HIST 6632

HIST 6632

Course information provided by the Courses of Study 2018-2019.

This seminar will analyze the transition between the late Roman empire and the barbarian kingdoms in western Europe from the perspective of how rulers, intellectuals, and common people understood legitimate and illegitimate political authority. The so-called "Dark Ages" (4th-7th centuries) were a vibrant period of creativity and reinvention. Class discussion will focus on primary source analysis, and how ethnic (Roman/Germanic), religious (Christian/non-Christian), gender, and other categories informed late antique notions of political authority. We will also discuss how notions of rulership were deployed to challenge emperors and kings. Knowledge of late antique and early medieval political ideas is crucial to understanding modern uses of the so-called "Western" past in current political debates.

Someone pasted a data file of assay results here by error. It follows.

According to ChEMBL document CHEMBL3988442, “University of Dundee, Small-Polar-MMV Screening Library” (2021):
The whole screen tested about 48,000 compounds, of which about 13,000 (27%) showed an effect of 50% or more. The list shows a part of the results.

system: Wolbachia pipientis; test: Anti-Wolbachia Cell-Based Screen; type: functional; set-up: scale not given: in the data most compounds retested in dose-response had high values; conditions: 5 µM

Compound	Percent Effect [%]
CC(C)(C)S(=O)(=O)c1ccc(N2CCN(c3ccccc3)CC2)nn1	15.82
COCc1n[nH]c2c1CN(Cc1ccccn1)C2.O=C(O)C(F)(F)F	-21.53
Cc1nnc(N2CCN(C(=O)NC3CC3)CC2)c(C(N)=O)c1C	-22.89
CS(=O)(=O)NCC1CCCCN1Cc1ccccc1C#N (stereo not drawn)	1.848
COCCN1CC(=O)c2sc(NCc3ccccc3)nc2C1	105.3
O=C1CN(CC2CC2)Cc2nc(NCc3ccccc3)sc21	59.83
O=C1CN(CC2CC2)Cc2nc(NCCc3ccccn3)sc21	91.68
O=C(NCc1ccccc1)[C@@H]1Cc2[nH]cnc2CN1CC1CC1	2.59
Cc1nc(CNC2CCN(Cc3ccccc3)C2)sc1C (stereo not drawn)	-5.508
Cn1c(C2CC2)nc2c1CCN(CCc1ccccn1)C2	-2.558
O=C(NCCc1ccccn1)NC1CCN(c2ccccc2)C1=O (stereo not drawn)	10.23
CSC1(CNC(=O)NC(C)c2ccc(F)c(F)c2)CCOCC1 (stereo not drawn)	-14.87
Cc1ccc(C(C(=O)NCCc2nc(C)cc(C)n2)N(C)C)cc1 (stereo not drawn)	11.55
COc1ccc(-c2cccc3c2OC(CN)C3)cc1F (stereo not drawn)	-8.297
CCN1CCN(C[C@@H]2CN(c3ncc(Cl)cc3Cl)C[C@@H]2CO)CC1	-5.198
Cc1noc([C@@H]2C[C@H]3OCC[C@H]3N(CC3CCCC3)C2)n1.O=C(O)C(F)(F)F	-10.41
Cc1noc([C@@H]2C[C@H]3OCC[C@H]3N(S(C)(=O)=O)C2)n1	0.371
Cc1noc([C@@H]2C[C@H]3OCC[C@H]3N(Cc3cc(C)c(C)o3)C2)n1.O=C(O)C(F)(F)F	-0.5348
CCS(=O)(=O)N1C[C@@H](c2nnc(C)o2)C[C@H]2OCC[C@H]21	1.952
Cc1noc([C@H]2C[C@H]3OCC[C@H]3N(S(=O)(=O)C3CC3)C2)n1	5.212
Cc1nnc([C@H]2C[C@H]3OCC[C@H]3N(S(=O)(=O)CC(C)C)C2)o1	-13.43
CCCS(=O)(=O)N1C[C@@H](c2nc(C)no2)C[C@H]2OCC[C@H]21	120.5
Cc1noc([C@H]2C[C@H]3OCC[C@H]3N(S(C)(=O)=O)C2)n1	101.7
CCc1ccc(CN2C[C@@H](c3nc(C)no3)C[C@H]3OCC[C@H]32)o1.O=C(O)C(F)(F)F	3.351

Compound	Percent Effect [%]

When Offered Spring.

Permission Note Enrollment limited to: 15 students. Not open to: undergraduates.

Comments Co-meets with CLASS 4602/HIST 4632/MEDVL 4632/SHUM 4632. 

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Syllabi: none
  • 16501 HIST 6632   SEM 101